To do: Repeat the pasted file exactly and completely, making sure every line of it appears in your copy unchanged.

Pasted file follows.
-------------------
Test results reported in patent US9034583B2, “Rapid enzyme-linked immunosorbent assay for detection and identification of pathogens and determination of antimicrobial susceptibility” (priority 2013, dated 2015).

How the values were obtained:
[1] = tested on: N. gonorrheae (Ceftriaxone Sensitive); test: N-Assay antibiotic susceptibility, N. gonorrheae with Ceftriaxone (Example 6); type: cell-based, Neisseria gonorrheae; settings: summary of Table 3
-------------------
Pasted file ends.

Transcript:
Test results reported in patent US9034583B2, “Rapid enzyme-linked immunosorbent assay for detection and identification of pathogens and determination of antimicrobial susceptibility” (priority 2013, dated 2015).

How the values were obtained:
[1] = tested on: N. gonorrheae (Ceftriaxone Sensitive); test: N-Assay antibiotic susceptibility, N. gonorrheae with Ceftriaxone (Example 6); type: cell-based, Neisseria gonorrheae; settings: summary of Table 3